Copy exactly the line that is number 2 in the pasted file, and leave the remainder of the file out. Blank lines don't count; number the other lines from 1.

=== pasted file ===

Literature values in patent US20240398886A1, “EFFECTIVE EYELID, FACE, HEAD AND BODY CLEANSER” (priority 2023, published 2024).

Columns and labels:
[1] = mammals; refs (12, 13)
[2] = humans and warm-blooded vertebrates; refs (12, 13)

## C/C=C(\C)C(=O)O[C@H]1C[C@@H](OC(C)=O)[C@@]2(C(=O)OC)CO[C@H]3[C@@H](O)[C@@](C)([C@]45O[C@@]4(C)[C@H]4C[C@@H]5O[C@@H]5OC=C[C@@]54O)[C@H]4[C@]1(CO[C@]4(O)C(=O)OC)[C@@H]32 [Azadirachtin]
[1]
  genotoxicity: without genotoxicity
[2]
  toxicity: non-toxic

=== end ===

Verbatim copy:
Columns and labels: